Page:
THE HOME Office must introduce a rural pilot scheme for immigration or permit a Scottish visa to mitigate damage caused by the new points-based system, according to the Scottish Government.

As revealed earlier this week, the UK is set to bring in a raft of new restrictions for migrants looking to work in the country, with those classed as low-skilled being given little opportunity to enter.

Experts claimed Scotland would be worst hit, due to the demographic need for migrants to boost population growth and the employment challenges in rural areas.

Westminster's own Migration Advisory Committee (MAC) recommended that a rural pilot scheme be introduced for parts of Wales, Northern Ireland and Scotland to ensure migrants could still work in areas which "face more complex challenges in recruitment and retention of workers”.

The report released last month stated: "There should be a separate pilot visa for ‘remote’ areas of the UK, part of which could be lower salary thresholds for migrants into those areas. This should only be done with a full evaluation to understand its effectiveness and impacts.”

However in the policy revealed on Tuesday by Priti Patel, no mention of the scheme was made, prompting concern from Scottish business owners and politicians that it may not happen at all.

The Scottish Government said it was deeply concerned that the proposals have not been mentioned since they were recommended by MAC, and demanded Westminster seriously consider its suggestions of implementing a Scottish visa.

Some in the hospitality, tourism and agriculture sectors have already told of how the plans would cripple their businesses, with some firms employing 100% of their workers who are not from the UK.

Home Secretary Patel said that if businesses foresee problems with the plan, they should automate their processes or find a different way of working, promoting further outcry up and down the country.

The Scottish Government's Migration Minister Ben Macpherson has today reiterated the calls for a rural pilot scheme, and has urged Boris Johnson's Government to ensure it is in the policy before changes take effect in January 2021.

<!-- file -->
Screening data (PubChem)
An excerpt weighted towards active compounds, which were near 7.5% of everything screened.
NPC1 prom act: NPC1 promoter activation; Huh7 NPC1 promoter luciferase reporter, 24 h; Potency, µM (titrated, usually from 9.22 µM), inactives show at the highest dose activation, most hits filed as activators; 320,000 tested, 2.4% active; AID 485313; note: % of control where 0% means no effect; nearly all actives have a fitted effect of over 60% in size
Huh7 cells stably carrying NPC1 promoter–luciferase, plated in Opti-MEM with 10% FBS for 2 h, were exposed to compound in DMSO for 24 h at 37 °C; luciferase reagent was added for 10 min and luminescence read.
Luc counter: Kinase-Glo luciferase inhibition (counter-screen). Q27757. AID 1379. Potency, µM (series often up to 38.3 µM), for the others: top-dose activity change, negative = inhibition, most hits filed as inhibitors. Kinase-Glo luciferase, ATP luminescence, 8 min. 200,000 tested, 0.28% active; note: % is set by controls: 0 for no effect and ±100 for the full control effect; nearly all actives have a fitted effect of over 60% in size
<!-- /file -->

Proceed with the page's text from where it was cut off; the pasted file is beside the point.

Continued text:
He said: "The Scottish Government and many others across the business community and the third sector have made it unequivocally clear to the UK Government that their immigration plans would deeply damage Scotland’s economic, social and demographic prosperity.

“The proposals would be catastrophic for rural areas, which are particularly dependent on migration to sustain local communities and public services, so it is deeply worrying that the UK Government does not appear to mention anywhere in these latest proposals their own prior commitment to running rural migration pilots.

“The Scottish Government put forward a clear, workable proposal for devolving immigration powers and introducing a Scottish visa, which would allow Scotland to attract and retain people with the skills and attributes we need for all our communities and economy to flourish.

“The UK Government must now seriously engage with these proposals, which have widespread support across Scotland.”

A Home Office spokesman told The Herald on Sunday there were several elements of the policy on immigration still being discussed, with further announcements to be made in the coming months.

They could not confirm if the rural pilot schemes would be part of these announcements, but said that applying different immigration rules to different parts of the UK would overly complicate the immigration system and cause significant difficulties for employers who need the flexibility to deploy their staff across the UK.

A spokeswoman said: "The UK points-based immigration system will work in the interests of the whole country – Scotland included.

“It will attract the brightest and the best from around the globe, boost the economy and our communities as well as ending free movement bringing overall migration numbers down.”